Evaluation of traditional instruction versus a ...
|Title||Evaluation of traditional instruction versus a self-learning computer module in teaching veterinary students how to pass a nasogastric tube in the horse|
|Author(s)||S. M. Abutarbush, J. M. Naylor, G. Parchoma, M. D'Eon, L. Petrie, T. Carruthers|
|Journal||Journal of Veterinary Medical Education|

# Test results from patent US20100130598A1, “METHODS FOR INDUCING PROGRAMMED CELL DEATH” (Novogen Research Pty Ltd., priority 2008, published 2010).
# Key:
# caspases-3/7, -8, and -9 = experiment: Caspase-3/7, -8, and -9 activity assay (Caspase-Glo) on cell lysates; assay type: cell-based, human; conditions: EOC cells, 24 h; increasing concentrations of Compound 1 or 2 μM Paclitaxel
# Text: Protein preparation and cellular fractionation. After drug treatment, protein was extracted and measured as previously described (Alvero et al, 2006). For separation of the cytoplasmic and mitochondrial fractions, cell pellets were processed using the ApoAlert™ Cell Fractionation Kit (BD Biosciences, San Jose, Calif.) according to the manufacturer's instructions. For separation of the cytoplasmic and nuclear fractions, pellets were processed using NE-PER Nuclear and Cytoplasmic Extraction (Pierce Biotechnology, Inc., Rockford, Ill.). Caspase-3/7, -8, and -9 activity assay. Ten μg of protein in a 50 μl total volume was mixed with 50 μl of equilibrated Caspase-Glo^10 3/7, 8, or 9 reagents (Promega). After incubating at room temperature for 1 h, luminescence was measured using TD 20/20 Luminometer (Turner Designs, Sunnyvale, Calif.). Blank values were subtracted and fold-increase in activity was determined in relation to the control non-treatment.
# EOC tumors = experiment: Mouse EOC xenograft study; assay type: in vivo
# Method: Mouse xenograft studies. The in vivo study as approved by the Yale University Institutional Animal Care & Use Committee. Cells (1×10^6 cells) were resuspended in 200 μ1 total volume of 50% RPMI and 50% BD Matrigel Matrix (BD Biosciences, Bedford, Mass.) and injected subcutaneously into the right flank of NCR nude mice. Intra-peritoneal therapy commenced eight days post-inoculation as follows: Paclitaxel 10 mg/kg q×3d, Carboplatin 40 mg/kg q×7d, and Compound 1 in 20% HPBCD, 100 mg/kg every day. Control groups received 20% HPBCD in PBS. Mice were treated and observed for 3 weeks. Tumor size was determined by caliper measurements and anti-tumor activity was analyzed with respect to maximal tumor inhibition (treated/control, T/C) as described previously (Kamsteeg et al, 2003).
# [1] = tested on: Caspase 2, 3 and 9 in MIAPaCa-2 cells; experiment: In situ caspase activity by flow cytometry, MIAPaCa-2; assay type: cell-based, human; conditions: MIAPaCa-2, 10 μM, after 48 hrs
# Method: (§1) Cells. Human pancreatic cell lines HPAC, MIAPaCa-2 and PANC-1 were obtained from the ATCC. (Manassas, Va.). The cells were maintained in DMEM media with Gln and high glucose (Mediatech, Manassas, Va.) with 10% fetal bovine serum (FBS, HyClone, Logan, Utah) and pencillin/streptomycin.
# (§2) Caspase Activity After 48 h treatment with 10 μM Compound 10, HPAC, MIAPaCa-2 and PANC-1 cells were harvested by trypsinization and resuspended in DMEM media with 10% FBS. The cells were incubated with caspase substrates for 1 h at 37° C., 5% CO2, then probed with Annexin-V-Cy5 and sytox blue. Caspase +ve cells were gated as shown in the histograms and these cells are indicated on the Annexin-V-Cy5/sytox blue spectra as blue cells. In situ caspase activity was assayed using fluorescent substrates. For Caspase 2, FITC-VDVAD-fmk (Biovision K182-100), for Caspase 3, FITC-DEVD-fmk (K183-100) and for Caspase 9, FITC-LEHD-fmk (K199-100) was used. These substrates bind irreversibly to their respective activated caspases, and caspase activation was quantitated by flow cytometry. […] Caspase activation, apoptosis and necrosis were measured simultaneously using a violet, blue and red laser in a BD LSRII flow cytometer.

|Abstract||OBJECTIVE: To evaluate the effectiveness of a self-learning computer module (SLCM) versus traditional instruction in teaching how to pass a nasogastric tube (NG) in the horse. DESIGN: A double-blind, monocentric study. SAMPLE POPULATION: 52 third-year students in the DVM program were randomly assigned to two groups: traditional instruction (N = 25) or SLCM instruction (N = 27). PROCEDURE: Traditional instruction consisted of an instructor and live demonstration; SCLM students were given a CD-ROM each. Both sessions lasted one hour. The students were then united in one session to practice passing the NG tube. Their performance was videotaped and evaluated by two evaluators. Students were then given a multiple-choice knowledge quiz. One week later, a second demonstration of the same procedure by the two methods was administered, and students were allowed to choose either method of instruction. A Likert-scale questionnaire about their comfort, their confidence, and the appropriateness of the teaching method was given after the second demonstration. Data were analyzed by non-parametric tests. A focus-group study was conducted to determine students' perception of each teaching method. Nine participants in the experiment volunteered for these focus-group sessions. The sessions were audiotaped and transcribed. RESULTS: Students in the SLCM group performed significantly better on the test of knowledge than traditionally instructed students. The questionnaire found significant perceived benefits to computer-based instruction, including a preference for the computer-based module, better learning, and greater preparedness. In hands-on skill, time to pass the NG tube on the successful attempt was significantly shorter in the SLCM group than in the traditionally instructed group. The data from focus-group sessions suggest that while participants expressed satisfaction with both modes of instruction, the SLCM group reported somewhat higher levels of confidence in their skills prior to performing the procedure. Whereas the traditional group reported a strong preference for continued live demonstrations of the procedure, the SLCM group stated that the computer-assisted module alone provided them with effective instruction. CONCLUSION: Computer-assisted learning is an acceptable and effective method of training students to pass an NG tube with potential welfare, proficiency, and knowledge advantages.|
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